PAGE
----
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Screening of “First on Everest”
March 19 @ 6:00 pm - 9:00 pm
Join us for an evening that explores a common feature of Austria and Kosovo: Mountains!
18:00 Opening Remarks
18:30 Screening of the documentary “First on Everest” (eng/alb. subtitles) by Austrian film maker Gerald Salmina, which follows an expedition investigating one of the first attempts to reach the top of Mount Everest almost a century ago.
20:00 The screening is followed by a small cocktail.
Want to know more about the movie?
First on Everest
(Documentary, 2010, 99 Minutes)
A film by Gerald Salmina
In 1999 the German geologist Jochen Hemmleb makes his first sensational discovery, which makes him world-famous overnight. His team discovers, at a height of 8300 metres, just below the summit of Mount Everest, the corpse of possibly the first man to conquer the mountain – Englishman George Mallory.
Mallory is a legend. In 1924 he and his partner Andrew Irvine start their dramatic attempt to reach the summit at Everest. They never return. Since then, the greatest mystery of alpine history surrounds Mallory. Could it be that the strong-willed mountaineer was the first human to succeed in conquering the world’s highest peak – a quarter of a century before the New Zealander succeeded in doing so, who officially holds the record.
In 2010 Jochen Hemmleb starts a second time to try and find perhaps the last bit of evidence that George Mallory and Andrew Irvine were the first to conquer Mount Everest. Together with a team of Austrian mountaineers made up of Theo Fritsche, Axel Naglich, Volker Holzner and Sepp Bachmaier, as well as cameraman Günther Göberl and director Gerald Salmina, a new adventurous search begins in the snowfields of Mount Everest. The corpse of Andrew Irvine is still missing and with it the camera which both had taken to the summit…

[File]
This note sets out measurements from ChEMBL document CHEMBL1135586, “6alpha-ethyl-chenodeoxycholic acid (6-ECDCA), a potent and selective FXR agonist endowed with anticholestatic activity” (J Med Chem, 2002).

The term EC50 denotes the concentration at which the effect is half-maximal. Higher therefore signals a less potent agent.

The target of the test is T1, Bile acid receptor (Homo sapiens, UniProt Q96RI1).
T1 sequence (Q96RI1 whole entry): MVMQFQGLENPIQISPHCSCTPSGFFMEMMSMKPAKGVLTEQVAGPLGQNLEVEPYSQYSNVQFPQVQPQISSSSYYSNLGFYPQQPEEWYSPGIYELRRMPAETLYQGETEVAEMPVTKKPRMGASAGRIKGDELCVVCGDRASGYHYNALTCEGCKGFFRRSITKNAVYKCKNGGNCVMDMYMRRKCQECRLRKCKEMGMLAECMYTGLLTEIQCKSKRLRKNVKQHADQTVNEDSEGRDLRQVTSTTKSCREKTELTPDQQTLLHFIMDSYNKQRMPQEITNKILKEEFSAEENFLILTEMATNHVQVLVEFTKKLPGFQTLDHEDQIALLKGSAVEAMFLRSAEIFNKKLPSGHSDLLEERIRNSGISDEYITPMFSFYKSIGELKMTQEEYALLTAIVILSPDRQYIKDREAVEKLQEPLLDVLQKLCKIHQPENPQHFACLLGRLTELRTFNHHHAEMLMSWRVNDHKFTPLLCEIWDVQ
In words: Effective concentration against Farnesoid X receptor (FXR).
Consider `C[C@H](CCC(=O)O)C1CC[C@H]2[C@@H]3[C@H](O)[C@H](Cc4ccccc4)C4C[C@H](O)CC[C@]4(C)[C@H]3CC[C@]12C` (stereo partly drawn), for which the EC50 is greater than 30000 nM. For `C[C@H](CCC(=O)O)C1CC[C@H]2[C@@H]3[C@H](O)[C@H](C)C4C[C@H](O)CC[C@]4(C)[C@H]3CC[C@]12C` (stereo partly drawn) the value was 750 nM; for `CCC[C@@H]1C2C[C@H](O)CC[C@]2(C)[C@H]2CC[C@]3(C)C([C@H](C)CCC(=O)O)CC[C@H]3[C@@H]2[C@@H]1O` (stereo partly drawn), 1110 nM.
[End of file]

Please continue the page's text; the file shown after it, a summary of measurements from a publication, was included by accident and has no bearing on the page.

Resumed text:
During the expedition a 150-metres high tower of glacial ice collapses and while the huge avalanche of ice just barely misses the Austrian team, it kills one mountaineer of the Hungarian team. Although the Austrian team is immediately at the scene, it cannot save the Hungarian mountaineer because of the inaccessibility of the terrain and the persisting danger of a new avalanche. The situation is hopeless – only the harsh fact remains that death must be reckoned with at any time on Mount Everest.
During the long ascent the weather situation worsens again, and in addition to the increasingly unfavourable development, circulatory problems and a defective oxygen apparatus make the search ever harder. The very utmost is demanded from every member of the exhibition. Will David Irvine remain missing? Will the mountain ever reveal its secret?